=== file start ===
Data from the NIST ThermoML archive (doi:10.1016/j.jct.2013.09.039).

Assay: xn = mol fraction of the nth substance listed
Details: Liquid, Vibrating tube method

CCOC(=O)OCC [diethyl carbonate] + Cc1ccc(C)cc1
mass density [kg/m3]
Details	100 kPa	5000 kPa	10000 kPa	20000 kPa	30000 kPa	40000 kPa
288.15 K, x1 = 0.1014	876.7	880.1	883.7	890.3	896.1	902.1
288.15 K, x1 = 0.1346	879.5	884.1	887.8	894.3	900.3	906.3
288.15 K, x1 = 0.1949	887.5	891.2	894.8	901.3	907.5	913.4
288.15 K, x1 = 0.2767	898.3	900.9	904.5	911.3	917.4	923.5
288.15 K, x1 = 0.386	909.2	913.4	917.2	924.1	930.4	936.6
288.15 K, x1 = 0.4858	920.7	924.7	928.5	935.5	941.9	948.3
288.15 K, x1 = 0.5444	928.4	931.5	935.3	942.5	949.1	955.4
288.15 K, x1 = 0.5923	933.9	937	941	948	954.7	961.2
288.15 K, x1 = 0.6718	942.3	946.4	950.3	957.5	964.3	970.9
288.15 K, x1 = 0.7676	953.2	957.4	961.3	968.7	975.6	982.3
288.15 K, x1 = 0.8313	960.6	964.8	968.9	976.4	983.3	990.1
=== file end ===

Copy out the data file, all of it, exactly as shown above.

Data from the NIST ThermoML archive (doi:10.1016/j.jct.2013.09.039).

Assay: xn = mol fraction of the nth substance listed
Details: Liquid, Vibrating tube method

CCOC(=O)OCC [diethyl carbonate] + Cc1ccc(C)cc1
mass density [kg/m3]
Details	100 kPa	5000 kPa	10000 kPa	20000 kPa	30000 kPa	40000 kPa
288.15 K, x1 = 0.1014	876.7	880.1	883.7	890.3	896.1	902.1
288.15 K, x1 = 0.1346	879.5	884.1	887.8	894.3	900.3	906.3
288.15 K, x1 = 0.1949	887.5	891.2	894.8	901.3	907.5	913.4
288.15 K, x1 = 0.2767	898.3	900.9	904.5	911.3	917.4	923.5
288.15 K, x1 = 0.386	909.2	913.4	917.2	924.1	930.4	936.6
288.15 K, x1 = 0.4858	920.7	924.7	928.5	935.5	941.9	948.3
288.15 K, x1 = 0.5444	928.4	931.5	935.3	942.5	949.1	955.4
288.15 K, x1 = 0.5923	933.9	937	941	948	954.7	961.2
288.15 K, x1 = 0.6718	942.3	946.4	950.3	957.5	964.3	970.9
288.15 K, x1 = 0.7676	953.2	957.4	961.3	968.7	975.6	982.3
288.15 K, x1 = 0.8313	960.6	964.8	968.9	976.4	983.3	990.1